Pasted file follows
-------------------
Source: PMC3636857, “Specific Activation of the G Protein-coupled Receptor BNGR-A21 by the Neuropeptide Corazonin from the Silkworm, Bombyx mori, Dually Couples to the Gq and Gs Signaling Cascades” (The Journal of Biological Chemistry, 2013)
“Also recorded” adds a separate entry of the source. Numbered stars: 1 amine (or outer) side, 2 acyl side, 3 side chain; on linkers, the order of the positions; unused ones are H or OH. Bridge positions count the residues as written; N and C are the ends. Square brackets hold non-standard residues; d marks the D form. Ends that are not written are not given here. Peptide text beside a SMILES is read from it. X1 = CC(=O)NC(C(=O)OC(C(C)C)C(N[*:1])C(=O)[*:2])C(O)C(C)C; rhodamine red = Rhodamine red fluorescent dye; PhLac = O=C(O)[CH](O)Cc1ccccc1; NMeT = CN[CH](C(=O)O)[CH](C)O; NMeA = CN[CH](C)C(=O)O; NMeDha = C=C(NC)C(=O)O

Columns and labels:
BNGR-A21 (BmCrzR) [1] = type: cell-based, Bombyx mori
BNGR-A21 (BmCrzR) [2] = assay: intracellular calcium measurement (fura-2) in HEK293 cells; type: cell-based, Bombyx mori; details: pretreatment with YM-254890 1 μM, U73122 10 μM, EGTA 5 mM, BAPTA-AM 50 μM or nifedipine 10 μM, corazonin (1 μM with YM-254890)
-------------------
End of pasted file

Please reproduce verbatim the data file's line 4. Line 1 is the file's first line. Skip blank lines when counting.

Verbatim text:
BNGR-A21 (BmCrzR) [1] = type: cell-based, Bombyx mori